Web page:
When a tooth’s biting surface is compromised by more than half, a dentist will most likely employ an inlay or onlay.
What are the differences between inlays and onlays in dentistry?
Porcelain, gold, or composite resin can be used for inlays and onlays. These parts are attached to the tooth’s affected area. Inside the cusp points of the tooth, an inlay, which is similar to a dental filling, is applied. An onlay is a larger restoration that is comparable to an inlay but extends over one or more of the tooth’s cusps.
Gold has always been the preferred material for inlays and onlays. Porcelain, on the other hand, has grown in popularity in recent years as a result of its strength and color, which can potentially match the natural color of your teeth.
Inlays and onlays are used in a variety of ways
At Oral Health Center, the treatment for inlays and onlays takes two appointments to complete. The filling being replaced or the damaged or decayed part of the tooth is removed during the first session, and the tooth is prepared for the inlay or onlay. The dentist takes an impression of the tooth and sends it to a lab for manufacture to guarantee perfect fit and bite. The dentist will then apply a temporary sealant to the tooth and make an appointment for the following visit.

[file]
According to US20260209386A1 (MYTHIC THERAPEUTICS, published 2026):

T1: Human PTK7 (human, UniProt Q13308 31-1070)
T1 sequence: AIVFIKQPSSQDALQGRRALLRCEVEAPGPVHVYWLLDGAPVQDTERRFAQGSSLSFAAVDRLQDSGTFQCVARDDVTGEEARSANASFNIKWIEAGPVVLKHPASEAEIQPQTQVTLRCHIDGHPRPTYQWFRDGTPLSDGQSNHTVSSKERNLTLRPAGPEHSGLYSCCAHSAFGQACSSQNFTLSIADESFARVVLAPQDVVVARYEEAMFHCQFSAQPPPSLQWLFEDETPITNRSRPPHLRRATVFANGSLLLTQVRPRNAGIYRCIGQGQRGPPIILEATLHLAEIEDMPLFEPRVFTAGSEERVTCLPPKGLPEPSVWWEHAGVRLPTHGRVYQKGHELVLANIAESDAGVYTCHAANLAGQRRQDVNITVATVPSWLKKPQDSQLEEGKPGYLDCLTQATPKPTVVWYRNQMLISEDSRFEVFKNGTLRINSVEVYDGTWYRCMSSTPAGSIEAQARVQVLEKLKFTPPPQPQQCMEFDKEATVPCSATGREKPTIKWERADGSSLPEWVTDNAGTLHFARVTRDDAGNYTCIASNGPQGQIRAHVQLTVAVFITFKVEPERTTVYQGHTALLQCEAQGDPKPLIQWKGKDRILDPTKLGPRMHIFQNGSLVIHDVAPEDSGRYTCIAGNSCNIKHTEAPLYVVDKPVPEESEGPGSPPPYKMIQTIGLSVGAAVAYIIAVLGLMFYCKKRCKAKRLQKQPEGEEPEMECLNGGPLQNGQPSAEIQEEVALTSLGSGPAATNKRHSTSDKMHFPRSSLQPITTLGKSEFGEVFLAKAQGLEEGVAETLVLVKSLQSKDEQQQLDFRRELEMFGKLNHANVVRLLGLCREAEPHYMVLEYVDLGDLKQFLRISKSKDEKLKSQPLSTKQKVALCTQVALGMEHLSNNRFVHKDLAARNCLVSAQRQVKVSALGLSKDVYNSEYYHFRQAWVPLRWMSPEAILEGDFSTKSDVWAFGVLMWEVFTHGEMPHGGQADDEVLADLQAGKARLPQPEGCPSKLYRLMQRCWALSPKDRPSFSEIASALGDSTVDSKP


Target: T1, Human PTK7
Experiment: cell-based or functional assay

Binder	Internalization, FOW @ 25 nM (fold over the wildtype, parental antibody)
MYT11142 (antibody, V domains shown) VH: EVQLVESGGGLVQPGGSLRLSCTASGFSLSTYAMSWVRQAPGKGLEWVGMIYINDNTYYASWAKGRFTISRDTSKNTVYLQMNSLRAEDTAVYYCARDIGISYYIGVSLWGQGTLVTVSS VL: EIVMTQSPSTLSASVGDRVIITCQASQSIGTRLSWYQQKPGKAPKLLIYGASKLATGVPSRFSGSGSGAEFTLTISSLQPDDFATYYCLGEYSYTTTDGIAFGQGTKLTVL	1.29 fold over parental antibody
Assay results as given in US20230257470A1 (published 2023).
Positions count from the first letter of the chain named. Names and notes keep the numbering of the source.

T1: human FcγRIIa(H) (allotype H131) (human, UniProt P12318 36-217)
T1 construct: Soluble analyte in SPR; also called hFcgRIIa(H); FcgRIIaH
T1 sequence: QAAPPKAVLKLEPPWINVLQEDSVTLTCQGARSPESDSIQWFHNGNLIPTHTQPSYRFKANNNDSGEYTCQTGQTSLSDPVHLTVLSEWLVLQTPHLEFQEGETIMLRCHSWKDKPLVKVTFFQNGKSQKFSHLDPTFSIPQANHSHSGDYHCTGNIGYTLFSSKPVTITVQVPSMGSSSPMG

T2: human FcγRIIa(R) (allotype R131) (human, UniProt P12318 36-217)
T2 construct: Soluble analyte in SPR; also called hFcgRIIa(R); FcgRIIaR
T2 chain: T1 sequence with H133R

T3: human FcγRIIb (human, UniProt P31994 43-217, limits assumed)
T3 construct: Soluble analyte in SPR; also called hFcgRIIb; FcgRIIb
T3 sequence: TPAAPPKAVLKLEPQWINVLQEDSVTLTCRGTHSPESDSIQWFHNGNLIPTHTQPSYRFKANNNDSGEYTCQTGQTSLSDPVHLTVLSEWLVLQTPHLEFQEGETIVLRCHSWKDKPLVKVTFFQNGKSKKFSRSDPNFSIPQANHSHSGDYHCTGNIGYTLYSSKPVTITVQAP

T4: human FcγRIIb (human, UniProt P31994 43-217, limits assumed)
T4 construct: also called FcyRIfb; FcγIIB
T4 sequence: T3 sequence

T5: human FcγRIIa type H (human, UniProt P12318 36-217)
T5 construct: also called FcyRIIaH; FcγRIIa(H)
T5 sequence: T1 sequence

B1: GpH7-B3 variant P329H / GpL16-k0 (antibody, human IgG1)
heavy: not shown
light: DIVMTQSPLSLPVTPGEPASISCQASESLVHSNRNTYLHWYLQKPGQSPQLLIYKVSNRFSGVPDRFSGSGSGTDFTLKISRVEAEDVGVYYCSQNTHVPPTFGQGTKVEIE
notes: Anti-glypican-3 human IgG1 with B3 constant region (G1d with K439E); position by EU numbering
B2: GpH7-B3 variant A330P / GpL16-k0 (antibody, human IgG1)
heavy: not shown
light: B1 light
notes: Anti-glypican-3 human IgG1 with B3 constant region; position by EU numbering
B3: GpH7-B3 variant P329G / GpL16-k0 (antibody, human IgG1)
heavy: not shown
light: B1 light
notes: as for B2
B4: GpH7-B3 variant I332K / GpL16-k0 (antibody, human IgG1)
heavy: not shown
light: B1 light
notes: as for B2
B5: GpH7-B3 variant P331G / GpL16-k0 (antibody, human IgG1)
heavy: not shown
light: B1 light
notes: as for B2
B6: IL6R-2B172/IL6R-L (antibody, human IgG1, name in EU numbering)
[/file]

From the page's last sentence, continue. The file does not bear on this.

The temporary sealant is removed at the second appointment. Dr. Banga will then inspect the inlay or onlay for proper fit. The inlay or onlay will be cemented to the tooth using a strong resin and polished to a smooth finish if the fit is satisfactory.
Inlays and Onlays: What to Think About
Traditional fillings can weaken a natural tooth’s strength by up to 50%. Inlays and onlays, which are bonded directly to the tooth with particular high-strength resins, can actually boost a tooth’s strength by up to 75 percent. As a result, they can last anywhere between ten and thirty years. Onlays can be an excellent alternative to a full dental crown in some circumstances where the damage to the tooth isn’t severe enough to warrant one.